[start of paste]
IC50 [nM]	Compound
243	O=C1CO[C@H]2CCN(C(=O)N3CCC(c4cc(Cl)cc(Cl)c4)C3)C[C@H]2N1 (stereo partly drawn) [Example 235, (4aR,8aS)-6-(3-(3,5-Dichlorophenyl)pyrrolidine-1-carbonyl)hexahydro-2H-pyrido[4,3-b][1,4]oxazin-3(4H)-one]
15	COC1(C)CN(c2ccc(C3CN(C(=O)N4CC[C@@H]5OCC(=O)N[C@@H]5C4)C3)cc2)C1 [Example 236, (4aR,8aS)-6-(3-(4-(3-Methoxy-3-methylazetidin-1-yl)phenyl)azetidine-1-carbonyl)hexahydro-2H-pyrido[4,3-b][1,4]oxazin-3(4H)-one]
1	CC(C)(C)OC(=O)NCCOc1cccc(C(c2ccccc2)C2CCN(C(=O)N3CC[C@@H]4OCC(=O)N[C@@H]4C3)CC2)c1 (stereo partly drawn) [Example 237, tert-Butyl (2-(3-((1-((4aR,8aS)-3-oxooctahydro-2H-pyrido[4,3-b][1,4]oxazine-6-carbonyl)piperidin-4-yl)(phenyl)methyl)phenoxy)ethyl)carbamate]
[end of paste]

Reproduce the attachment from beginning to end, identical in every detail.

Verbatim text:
IC50 [nM]	Compound
243	O=C1CO[C@H]2CCN(C(=O)N3CCC(c4cc(Cl)cc(Cl)c4)C3)C[C@H]2N1 (stereo partly drawn) [Example 235, (4aR,8aS)-6-(3-(3,5-Dichlorophenyl)pyrrolidine-1-carbonyl)hexahydro-2H-pyrido[4,3-b][1,4]oxazin-3(4H)-one]
15	COC1(C)CN(c2ccc(C3CN(C(=O)N4CC[C@@H]5OCC(=O)N[C@@H]5C4)C3)cc2)C1 [Example 236, (4aR,8aS)-6-(3-(4-(3-Methoxy-3-methylazetidin-1-yl)phenyl)azetidine-1-carbonyl)hexahydro-2H-pyrido[4,3-b][1,4]oxazin-3(4H)-one]
1	CC(C)(C)OC(=O)NCCOc1cccc(C(c2ccccc2)C2CCN(C(=O)N3CC[C@@H]4OCC(=O)N[C@@H]4C3)CC2)c1 (stereo partly drawn) [Example 237, tert-Butyl (2-(3-((1-((4aR,8aS)-3-oxooctahydro-2H-pyrido[4,3-b][1,4]oxazine-6-carbonyl)piperidin-4-yl)(phenyl)methyl)phenoxy)ethyl)carbamate]